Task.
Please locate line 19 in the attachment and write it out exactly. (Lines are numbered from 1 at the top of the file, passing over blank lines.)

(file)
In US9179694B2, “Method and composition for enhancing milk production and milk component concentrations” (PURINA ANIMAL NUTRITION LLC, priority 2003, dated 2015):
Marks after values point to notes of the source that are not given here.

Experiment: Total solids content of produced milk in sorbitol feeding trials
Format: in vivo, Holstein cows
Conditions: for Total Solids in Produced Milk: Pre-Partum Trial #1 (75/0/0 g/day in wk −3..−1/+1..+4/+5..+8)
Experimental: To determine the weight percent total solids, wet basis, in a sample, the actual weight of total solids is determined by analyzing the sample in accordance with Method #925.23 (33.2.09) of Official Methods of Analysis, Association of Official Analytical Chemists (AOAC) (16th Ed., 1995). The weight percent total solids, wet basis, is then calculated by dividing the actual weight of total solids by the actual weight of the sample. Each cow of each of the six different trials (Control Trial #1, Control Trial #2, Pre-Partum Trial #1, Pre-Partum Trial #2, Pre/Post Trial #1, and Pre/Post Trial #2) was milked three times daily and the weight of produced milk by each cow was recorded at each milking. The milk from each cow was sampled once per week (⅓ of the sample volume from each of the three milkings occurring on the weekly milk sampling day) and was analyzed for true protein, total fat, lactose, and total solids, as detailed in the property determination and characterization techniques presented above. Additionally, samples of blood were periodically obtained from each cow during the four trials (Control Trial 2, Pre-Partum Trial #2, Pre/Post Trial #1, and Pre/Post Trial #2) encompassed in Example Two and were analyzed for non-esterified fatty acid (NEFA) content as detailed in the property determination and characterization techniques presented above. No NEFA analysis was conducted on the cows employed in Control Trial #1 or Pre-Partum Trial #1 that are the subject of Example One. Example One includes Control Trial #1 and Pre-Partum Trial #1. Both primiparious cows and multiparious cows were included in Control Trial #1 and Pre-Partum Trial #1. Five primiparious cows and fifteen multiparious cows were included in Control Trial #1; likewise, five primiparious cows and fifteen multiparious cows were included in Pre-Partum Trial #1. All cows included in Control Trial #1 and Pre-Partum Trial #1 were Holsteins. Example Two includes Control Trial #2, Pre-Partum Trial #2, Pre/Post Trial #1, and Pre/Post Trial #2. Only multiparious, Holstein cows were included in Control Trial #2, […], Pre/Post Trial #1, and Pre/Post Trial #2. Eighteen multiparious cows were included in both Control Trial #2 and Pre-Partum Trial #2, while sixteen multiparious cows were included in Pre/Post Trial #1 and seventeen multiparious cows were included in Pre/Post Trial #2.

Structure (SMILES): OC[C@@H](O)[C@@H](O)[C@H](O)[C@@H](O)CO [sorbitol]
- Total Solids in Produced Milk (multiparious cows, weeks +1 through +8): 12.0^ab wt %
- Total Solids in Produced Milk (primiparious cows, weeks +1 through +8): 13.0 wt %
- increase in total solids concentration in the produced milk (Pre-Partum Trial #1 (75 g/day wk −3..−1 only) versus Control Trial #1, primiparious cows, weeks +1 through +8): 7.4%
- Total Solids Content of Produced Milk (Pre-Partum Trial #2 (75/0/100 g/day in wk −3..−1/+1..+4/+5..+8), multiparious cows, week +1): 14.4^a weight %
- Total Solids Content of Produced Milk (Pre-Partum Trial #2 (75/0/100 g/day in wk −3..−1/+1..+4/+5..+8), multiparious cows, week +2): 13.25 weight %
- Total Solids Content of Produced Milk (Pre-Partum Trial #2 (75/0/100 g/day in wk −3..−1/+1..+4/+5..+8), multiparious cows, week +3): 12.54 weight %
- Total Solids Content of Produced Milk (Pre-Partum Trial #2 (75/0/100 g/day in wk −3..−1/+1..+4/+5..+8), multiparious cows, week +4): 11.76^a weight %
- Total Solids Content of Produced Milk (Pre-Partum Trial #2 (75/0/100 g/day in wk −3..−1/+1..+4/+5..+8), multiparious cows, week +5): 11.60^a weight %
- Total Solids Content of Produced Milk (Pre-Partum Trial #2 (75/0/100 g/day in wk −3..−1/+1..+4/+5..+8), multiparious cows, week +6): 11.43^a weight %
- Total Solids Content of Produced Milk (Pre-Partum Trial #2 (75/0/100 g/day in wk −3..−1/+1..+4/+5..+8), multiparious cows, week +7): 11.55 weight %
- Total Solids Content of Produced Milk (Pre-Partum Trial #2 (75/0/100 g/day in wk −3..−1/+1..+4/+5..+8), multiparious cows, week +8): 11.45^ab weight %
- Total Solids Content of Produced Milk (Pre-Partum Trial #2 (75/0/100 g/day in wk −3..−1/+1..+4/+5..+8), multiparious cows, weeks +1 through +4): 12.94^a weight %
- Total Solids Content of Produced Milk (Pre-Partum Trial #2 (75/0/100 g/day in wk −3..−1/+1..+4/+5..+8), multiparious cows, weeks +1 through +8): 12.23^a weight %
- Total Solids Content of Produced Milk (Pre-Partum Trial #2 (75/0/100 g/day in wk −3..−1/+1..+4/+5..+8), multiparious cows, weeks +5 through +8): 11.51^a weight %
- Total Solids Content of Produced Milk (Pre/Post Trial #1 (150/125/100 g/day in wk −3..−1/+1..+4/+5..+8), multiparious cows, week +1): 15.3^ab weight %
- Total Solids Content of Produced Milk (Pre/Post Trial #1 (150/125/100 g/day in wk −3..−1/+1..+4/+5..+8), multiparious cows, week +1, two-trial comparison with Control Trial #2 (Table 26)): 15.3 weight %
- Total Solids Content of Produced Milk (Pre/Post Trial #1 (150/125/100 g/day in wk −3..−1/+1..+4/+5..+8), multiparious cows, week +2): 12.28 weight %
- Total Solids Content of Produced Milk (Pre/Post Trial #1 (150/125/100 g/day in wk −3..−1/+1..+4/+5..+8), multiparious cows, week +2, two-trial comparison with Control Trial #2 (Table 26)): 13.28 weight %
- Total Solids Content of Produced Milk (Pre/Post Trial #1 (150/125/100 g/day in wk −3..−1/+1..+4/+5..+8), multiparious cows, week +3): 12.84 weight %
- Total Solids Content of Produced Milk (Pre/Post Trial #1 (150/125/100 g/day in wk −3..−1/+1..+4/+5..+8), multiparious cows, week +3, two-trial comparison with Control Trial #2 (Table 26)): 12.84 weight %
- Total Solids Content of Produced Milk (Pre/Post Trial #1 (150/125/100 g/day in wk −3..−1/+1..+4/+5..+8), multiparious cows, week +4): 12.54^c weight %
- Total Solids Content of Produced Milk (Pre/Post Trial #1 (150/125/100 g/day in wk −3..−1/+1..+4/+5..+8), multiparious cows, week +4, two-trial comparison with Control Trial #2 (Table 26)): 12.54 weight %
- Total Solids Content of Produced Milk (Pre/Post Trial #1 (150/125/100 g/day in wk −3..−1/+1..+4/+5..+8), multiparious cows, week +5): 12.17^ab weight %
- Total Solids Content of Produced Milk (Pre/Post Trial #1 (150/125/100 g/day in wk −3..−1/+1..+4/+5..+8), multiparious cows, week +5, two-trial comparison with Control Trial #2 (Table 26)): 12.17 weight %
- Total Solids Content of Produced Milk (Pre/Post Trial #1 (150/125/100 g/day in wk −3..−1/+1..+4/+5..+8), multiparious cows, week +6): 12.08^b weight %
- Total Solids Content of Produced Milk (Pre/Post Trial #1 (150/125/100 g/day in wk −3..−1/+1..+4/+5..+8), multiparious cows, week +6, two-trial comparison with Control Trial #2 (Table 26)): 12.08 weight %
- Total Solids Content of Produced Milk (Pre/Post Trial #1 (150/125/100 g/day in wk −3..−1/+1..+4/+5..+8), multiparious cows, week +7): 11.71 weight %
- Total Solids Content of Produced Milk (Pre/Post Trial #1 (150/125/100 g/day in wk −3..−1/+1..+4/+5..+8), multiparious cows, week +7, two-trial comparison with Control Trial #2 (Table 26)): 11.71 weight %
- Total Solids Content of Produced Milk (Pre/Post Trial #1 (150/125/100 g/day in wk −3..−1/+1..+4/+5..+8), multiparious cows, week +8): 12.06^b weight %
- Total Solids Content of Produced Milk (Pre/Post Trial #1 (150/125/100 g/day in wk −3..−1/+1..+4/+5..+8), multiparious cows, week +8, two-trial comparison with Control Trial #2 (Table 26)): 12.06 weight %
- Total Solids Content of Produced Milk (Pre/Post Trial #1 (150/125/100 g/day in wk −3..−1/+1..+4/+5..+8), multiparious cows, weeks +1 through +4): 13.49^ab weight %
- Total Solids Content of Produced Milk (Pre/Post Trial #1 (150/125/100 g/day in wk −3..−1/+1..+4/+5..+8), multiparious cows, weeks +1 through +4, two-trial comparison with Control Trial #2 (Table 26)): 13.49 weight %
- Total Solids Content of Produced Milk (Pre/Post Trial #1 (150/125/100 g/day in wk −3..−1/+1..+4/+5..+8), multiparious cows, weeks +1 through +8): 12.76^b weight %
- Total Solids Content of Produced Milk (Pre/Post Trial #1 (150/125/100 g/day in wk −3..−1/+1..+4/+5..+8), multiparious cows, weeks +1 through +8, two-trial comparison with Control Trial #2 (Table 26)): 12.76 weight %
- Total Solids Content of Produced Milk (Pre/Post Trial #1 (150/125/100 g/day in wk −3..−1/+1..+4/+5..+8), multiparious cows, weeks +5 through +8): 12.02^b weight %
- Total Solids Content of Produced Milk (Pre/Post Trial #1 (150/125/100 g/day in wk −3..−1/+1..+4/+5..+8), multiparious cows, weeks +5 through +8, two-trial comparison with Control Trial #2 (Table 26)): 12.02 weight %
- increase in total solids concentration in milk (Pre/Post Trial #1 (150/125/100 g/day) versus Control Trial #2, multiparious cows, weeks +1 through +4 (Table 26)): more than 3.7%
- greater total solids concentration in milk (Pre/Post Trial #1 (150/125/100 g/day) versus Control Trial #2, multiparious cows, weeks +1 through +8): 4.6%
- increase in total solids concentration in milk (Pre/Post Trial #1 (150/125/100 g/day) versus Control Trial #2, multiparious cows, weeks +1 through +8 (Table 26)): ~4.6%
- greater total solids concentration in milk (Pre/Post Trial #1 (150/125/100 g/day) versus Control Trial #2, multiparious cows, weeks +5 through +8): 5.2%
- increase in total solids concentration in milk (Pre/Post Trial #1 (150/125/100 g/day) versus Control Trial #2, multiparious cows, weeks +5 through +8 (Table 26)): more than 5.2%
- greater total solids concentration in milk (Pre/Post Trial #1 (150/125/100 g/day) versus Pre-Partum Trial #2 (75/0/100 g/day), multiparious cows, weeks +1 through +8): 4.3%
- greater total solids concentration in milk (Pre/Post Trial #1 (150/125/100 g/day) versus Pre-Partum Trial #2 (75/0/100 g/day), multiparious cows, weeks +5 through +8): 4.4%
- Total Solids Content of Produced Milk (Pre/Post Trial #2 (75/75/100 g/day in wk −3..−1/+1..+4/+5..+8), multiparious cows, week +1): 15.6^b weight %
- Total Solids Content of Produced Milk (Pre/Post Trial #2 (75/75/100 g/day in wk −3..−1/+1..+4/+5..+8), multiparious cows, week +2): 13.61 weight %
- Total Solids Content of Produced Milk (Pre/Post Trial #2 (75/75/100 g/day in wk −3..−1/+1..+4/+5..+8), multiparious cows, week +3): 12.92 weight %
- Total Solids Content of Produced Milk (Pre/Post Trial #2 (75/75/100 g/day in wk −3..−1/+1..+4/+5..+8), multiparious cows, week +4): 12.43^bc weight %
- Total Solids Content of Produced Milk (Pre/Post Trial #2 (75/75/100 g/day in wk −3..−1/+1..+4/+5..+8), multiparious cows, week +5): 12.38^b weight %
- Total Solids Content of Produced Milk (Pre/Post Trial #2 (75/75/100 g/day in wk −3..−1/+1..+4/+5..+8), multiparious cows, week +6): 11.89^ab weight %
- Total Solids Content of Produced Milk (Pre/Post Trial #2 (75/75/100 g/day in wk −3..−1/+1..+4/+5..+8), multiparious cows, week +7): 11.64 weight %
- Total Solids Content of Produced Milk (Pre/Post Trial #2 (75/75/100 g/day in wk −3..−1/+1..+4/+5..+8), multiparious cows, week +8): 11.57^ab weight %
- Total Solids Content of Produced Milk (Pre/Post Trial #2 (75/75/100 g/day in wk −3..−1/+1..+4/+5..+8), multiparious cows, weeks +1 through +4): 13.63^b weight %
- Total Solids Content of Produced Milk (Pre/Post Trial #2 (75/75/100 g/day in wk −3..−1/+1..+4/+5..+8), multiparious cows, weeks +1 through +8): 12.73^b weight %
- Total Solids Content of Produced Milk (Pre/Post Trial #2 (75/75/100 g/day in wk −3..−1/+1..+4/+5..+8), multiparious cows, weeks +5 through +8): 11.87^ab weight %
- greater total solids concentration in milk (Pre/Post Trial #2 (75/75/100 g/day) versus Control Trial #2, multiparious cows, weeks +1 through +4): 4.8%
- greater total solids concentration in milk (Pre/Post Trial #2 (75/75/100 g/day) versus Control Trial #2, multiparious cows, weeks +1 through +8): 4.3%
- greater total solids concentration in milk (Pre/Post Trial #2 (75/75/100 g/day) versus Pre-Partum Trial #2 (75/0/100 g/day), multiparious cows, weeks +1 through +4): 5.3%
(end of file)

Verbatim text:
- Total Solids Content of Produced Milk (Pre-Partum Trial #2 (75/0/100 g/day in wk −3..−1/+1..+4/+5..+8), multiparious cows, weeks +1 through +4): 12.94^a weight %